African American Poetry & the Idea of Citizenship

Malin Pereira, English, UNC Charlotte

We are all citizens, literally of nation(s) and metaphorically of people(s). The tradition of African American poetry is no different. Poetry, a vehicle for expressing identities and affiliations, has long given voice to blacks’ sometimes vexed and sometimes fervent relationship with the idea of citizenship.

Whether addressing the right to have full citizenship in the US, a desire for African diasporic or black nationalist citizenship, or belief in a citizenship of the world, black American poets beginning with Phillis Wheatley have addressed the claims, aspirations, frustrations, and ambivalences of the African American experience with citizenship(s) across the past 350 years.

This seminar will draw upon selected writings in the black intellectual tradition on black citizenship(s) by writers such as Frederick Douglass, David Walker, Zora Neale Hurston, Ralph Ellison, Larry Neal and Toni Morrison, which could be read over the summer.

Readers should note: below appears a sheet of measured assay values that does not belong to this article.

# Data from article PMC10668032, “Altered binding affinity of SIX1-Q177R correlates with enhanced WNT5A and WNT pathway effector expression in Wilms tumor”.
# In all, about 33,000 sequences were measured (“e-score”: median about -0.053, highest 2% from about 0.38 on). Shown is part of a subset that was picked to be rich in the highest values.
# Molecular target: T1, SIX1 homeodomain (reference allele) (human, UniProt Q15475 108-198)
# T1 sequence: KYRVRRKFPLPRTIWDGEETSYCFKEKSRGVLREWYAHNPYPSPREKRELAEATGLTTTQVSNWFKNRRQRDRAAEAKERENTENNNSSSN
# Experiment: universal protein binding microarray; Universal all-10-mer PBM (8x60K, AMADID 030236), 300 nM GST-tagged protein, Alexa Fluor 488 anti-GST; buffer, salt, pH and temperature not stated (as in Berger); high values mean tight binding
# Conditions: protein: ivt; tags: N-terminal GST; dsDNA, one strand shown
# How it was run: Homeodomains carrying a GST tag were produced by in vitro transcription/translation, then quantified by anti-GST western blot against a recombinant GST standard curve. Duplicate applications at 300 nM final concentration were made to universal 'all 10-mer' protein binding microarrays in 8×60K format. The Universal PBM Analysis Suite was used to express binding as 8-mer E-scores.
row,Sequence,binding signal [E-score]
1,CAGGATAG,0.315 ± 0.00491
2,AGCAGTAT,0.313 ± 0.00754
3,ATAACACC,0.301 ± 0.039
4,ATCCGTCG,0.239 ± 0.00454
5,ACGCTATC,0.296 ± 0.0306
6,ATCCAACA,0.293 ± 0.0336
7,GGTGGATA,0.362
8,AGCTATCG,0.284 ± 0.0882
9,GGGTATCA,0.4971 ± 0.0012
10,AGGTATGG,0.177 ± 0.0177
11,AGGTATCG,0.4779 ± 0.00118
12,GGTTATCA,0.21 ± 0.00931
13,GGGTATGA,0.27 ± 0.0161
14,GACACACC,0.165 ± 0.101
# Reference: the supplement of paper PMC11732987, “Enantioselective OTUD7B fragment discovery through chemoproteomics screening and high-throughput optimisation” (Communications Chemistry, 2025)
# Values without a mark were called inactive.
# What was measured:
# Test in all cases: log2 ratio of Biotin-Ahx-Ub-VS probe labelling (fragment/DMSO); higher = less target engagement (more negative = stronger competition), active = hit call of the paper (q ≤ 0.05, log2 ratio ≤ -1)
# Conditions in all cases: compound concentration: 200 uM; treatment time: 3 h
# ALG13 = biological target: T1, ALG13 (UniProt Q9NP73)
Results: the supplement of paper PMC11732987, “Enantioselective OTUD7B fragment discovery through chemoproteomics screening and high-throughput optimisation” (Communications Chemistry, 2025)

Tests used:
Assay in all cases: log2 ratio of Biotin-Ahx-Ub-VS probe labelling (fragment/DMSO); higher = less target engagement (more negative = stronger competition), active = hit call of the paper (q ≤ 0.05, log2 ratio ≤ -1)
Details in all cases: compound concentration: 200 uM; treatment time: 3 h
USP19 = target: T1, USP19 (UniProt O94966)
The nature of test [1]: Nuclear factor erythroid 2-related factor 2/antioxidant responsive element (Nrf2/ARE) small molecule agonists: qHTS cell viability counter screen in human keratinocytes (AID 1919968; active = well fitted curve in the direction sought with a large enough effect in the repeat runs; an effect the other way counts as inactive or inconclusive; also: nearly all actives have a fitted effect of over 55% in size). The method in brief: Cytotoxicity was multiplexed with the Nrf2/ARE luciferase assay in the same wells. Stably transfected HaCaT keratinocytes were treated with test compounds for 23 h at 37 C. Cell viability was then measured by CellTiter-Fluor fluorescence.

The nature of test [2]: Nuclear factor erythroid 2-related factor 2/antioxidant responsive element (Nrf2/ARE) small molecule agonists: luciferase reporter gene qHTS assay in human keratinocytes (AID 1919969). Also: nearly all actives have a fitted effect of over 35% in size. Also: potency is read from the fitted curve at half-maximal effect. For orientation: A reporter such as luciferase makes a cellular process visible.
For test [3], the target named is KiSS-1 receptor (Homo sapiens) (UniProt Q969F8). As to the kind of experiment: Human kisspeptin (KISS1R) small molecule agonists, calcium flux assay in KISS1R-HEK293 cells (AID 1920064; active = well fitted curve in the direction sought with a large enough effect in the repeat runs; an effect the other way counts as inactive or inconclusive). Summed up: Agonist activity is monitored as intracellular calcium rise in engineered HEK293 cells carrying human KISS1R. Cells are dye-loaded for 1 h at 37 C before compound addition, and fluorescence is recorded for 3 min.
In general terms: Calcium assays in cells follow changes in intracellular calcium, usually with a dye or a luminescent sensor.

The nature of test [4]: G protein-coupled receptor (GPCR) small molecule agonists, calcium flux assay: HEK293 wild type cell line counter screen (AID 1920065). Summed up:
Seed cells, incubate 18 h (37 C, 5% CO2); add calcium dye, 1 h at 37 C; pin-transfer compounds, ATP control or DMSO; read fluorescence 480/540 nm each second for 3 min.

In the fall, we will delve into the poems of selected African American poets across the tradition such as  Phillis Wheatley, Paul Laurence Dunbar, Langston Hughes, Gwendolyn Brooks, Robert Hayden, Amiri Baraka, Wanda Coleman, Rita Dove, Claudia Rankine, Cyrus Cassells and Thylias Moss. We will work collaboratively in our seminar meetings to enjoy the poems, achieve a critical understanding of black citizenship(s), and interpret the poetry through those lenses.

Teachers in this seminar can expect to increase their knowledge about and comfort level with poetry, to understand themselves and their students as citizens, to develop a deeper understanding of black culture and experiences across history, and to become fluent in multiple ideas about citizenship(s).